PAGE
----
Arnold Kling, Present at the Destruction | Library of Economics and Liberty

Anthropologist Robin Dunbar famously suggested that humans can interact personally in group sizes no larger than about 150. In the late 1980s, Freddie Mac went from being what I call sub-Dunbar to super-Dunbar. When an organization is sub-Dunbar, it can operate informally. If I want to make a decision, I can call all of the people who might be affected. When an organization is super-Dunbar, I no longer know everyone who is going to be affected by my decision. A super-Dunbar organization needs formal procedures or else suffers from widespread miscommunication and employees working at cross purposes.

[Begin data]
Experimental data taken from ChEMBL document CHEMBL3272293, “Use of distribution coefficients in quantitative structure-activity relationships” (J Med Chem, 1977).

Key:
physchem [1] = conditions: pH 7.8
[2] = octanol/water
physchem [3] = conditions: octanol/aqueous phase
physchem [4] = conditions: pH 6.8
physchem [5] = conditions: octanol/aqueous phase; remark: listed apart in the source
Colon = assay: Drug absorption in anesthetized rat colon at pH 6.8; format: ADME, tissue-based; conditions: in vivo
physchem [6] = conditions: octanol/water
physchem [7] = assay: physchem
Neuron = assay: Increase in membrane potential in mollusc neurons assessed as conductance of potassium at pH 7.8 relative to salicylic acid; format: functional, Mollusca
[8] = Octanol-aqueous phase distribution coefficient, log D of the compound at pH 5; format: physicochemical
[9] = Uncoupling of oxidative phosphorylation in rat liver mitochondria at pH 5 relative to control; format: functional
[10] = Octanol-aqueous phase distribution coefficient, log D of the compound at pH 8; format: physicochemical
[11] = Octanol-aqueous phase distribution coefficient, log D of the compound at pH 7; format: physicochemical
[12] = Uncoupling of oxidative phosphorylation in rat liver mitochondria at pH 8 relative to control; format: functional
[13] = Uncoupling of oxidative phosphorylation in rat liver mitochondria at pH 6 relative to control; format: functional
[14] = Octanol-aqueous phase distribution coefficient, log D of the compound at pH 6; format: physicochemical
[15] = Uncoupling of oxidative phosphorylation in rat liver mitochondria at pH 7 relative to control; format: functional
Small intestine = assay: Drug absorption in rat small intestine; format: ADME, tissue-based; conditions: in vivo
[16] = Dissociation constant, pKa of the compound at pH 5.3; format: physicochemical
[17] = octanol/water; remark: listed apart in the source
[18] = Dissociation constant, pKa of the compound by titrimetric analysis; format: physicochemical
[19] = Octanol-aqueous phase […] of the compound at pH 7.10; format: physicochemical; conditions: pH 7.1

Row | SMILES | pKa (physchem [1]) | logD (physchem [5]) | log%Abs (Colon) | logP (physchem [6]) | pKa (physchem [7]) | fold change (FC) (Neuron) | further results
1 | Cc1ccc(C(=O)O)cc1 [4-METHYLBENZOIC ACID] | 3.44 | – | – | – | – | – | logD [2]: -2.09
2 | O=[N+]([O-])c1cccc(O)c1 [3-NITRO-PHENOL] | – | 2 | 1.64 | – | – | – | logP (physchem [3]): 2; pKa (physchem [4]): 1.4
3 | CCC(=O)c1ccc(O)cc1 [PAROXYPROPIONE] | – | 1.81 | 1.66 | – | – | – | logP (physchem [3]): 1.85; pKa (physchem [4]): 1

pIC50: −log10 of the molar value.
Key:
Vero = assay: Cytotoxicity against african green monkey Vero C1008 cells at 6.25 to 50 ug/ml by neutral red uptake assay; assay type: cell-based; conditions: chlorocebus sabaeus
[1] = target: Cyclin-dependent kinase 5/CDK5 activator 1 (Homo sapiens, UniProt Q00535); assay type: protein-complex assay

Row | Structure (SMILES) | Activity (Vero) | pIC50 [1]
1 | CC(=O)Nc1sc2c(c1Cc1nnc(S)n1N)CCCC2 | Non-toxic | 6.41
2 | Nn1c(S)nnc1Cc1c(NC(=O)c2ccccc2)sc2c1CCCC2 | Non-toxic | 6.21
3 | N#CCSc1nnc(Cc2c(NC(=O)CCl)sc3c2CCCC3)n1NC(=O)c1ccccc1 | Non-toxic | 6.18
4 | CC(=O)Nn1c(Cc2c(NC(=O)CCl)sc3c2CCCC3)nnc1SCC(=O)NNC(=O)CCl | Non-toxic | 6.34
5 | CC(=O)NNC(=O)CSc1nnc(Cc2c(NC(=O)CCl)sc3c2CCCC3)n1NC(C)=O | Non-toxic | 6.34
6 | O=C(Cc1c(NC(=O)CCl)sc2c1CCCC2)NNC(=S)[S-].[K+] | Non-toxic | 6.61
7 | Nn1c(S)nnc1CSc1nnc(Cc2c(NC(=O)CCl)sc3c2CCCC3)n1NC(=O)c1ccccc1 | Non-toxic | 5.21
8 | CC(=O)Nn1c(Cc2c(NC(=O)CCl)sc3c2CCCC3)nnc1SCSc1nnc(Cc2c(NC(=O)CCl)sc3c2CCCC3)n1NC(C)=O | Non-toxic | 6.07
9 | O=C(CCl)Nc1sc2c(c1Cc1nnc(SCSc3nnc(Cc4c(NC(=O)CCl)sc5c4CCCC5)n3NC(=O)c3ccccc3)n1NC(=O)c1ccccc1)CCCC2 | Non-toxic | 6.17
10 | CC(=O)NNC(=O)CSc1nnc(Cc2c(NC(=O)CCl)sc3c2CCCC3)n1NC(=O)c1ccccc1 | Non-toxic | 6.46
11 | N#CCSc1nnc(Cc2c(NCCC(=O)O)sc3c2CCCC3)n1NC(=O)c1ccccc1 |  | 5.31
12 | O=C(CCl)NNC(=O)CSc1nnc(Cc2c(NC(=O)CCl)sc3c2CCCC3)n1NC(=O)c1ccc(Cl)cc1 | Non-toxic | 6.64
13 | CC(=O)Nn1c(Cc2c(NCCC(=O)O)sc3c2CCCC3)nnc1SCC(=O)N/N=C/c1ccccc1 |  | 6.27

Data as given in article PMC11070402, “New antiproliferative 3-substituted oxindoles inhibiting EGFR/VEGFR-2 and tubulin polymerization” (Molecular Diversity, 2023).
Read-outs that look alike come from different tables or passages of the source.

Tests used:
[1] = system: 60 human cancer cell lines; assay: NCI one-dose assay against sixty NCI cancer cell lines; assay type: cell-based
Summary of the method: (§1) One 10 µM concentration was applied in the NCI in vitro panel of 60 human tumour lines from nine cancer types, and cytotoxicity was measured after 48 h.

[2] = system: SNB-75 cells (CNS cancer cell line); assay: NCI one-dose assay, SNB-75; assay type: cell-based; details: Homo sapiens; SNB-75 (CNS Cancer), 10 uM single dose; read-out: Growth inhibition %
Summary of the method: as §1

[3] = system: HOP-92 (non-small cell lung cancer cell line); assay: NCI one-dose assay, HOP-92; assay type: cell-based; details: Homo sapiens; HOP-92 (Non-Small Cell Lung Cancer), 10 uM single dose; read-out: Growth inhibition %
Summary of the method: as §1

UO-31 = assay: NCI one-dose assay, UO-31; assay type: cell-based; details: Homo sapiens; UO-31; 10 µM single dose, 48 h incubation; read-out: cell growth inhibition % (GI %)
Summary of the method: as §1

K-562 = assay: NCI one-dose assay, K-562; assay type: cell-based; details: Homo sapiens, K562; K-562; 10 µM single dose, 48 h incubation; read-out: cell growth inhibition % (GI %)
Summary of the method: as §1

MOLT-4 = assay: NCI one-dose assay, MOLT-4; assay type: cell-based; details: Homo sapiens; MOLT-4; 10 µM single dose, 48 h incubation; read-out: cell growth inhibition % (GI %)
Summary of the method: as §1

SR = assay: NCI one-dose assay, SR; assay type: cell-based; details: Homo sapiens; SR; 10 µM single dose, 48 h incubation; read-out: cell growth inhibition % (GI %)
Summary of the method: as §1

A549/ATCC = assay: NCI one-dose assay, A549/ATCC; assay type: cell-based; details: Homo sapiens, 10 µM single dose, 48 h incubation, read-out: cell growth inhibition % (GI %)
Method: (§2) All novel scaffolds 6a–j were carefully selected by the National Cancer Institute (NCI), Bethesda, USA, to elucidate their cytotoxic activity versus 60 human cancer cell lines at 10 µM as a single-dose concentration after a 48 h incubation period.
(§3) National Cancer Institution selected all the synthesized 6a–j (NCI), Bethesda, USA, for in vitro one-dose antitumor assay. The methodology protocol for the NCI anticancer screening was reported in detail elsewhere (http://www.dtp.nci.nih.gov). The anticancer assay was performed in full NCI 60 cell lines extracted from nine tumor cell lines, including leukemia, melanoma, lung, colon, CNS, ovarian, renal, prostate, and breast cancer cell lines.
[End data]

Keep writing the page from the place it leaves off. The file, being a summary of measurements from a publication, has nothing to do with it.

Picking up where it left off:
Source: Arnold Kling, Present at the Destruction | Library of Economics and Liberty

It is possible for a super-Dubnar organization to continue operating informally. It can compartmentalize, so that the effects of decisions remain sub-Dubnar. Or it can establish a system of shared values and common patterns of behaviour, a culture so to speak.